Australia has just had an election and the new Prime Minister, Tony Abbott, has pledged himself to be the first Prime Minister for Indigenous Affairs. But has he properly consulted?
'The Other Election', run by the Australian Indigenous Mentoring Experience (AIME), features over 600 Indigenous kids from around Australia in years 10-12 putting themselves into the hypothetical role of delivering a speech as Australia's first Indigenous prime minister.Ten finalists were announced today. Voting for the top 3 closes 29 January, 2013. The three best are then headed to Canberra to deliver their speeches in parliament. [more inside]
Mazzy Star are best known for their hazy, shoegazer album So Tonight I Might See (Grooveshark stream), which contained the single Fade Into You (YouTube). That album was released in 1993, and went platinum in 1995, providing an odd counter-point to the popular grunge sounds of the day. As a band, they made three albums in the 1990s, though neither hit the peak of their sophomore album. They disbanded (as far as the public was concerned*) in 1997, though there were a series of reunion tours in 2000. Eleven years later, they released a new single, Common Burn b/w Lay Myself Down, and the group toured in 2012. This week, they release their fourth album, Seasons of Your Day, and they aren't any cheerier (in responding to interview questions). [more inside]
The thrill and rush of possibly winning started to wear off after about the twentieth losing ticket. Each card had a couple of “Life” symbols on them, and every time you got a second you just dreamed of seeing the third one under the remaining graphite. However it never appeared and never will and it just kind of turned depressing. How could people put themselves through this humiliation and teasing every day of their lives?
The classic criticism of the lottery is that the people who play are the ones who can least afford to lose; that the lottery is a sink of money, draining wealth from those who most need it. Some lottery advocates . . . have tried to defend lottery-ticket buying as a rational purchase of fantasy—paying a dollar for a day's worth of pleasant anticipation, imagining yourself as a millionaire. But consider exactly what this implies. It would mean that you're occupying your valuable brain with a fantasy whose real probability is nearly zero—a tiny line of likelihood which you, yourself, can do nothing to realize. . . . Which makes the lottery another kind of sink: a sink of emotional energy. [via]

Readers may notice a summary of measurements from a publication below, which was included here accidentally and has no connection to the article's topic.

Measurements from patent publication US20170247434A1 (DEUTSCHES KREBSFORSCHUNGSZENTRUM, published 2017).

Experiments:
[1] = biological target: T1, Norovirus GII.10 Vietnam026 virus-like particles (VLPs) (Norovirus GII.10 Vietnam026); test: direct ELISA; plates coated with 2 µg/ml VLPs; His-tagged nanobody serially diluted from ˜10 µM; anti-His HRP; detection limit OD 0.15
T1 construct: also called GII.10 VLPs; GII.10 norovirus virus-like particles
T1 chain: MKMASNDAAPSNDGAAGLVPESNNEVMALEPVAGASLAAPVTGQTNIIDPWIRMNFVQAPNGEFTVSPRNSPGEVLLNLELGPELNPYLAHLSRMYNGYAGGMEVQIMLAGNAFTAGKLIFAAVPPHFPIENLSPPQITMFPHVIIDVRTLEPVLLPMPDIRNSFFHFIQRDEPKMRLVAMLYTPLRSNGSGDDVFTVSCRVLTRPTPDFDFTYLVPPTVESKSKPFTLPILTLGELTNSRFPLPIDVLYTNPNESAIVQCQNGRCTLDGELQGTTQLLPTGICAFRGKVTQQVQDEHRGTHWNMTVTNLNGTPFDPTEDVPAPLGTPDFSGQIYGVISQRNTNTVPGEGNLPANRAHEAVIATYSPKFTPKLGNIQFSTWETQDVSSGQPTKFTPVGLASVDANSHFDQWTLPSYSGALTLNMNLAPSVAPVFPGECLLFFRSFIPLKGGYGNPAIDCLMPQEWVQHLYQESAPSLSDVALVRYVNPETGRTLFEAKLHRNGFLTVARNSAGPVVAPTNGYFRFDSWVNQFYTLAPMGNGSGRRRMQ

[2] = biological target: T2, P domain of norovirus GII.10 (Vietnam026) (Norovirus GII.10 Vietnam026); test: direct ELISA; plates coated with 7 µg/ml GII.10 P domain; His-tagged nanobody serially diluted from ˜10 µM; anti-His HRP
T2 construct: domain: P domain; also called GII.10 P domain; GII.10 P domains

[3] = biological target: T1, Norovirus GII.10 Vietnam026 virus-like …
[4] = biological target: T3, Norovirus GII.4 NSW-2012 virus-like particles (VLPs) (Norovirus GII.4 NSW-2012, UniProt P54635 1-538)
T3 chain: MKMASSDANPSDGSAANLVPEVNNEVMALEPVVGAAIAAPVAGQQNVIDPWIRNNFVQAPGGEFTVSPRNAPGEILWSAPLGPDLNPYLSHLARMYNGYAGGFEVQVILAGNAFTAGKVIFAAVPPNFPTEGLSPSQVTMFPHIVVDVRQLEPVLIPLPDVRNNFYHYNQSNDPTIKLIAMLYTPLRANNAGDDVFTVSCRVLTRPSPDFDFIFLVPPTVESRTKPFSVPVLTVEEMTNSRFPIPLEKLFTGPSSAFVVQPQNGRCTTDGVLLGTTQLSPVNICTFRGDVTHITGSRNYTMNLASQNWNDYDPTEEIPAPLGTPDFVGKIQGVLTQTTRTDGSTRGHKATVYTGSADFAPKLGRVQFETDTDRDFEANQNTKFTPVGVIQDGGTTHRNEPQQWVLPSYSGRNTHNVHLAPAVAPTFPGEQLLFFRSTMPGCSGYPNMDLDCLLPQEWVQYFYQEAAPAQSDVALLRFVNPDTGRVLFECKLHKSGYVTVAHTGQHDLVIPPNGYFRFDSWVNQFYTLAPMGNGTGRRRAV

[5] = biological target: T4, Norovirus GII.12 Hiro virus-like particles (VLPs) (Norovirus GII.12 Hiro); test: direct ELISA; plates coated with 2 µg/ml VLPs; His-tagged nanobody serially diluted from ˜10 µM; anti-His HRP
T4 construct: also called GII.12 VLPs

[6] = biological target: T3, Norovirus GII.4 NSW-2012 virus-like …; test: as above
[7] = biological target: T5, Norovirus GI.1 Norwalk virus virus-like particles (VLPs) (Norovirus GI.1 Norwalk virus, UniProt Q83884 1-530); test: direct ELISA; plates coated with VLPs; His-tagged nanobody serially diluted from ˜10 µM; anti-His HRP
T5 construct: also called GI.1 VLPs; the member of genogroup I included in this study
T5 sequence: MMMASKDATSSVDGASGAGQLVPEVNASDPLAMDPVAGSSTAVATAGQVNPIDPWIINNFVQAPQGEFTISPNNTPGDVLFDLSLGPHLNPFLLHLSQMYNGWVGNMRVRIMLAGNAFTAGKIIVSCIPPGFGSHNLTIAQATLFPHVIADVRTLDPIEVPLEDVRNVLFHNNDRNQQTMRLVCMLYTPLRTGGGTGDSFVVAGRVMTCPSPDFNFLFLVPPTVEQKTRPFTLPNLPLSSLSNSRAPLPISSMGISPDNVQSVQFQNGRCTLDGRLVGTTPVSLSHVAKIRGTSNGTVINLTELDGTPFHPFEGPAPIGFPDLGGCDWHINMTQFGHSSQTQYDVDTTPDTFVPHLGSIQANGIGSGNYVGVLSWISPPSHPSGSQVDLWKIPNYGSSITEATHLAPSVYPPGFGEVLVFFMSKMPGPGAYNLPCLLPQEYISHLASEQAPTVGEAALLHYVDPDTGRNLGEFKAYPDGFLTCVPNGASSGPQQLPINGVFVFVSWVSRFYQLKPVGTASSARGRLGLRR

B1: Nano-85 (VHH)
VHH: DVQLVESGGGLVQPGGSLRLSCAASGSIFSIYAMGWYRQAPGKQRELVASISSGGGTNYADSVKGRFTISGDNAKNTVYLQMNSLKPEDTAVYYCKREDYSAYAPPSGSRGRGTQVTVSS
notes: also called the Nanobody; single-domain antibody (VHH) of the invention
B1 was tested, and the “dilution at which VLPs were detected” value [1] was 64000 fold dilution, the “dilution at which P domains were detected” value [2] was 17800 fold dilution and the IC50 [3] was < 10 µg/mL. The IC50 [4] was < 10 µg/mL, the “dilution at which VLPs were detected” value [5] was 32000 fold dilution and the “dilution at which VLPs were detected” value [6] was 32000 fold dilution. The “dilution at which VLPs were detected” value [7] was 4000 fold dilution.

DJ Focus couldn't wait to get back to Sierra Leone. AKA Kelvin Doe, this young man makes beautiful, functional and very useful electronic devices out of trash found in his native Sierra Leone. It's not clear whether he or M.I.T. was more impressed after his visit there.
In 2008 the late Robert Fitch, author of "The Assassination of New York", was asked to foretell an Obama presidency before the Harlem Tenants Association:
If we examine more carefully the interests that Obama represents; if we look at his core financial supporters; as well as his inmost circle of advisors, we’ll see that they represent the primary activists in the demolition movement and the primary real estate beneficiaries of this transformation of public housing projects into condos and townhouses: the profitable creep of the Central Business District and elite residential neighborhoods southward; and the shifting of the pile of human misery about three miles further into the South Side and the south suburbs... Obama’s political base comes primarily from Chicago FIRE—the finance, insurance and real estate industry. And the wealthiest families—the Pritzkers, the Crowns and the Levins.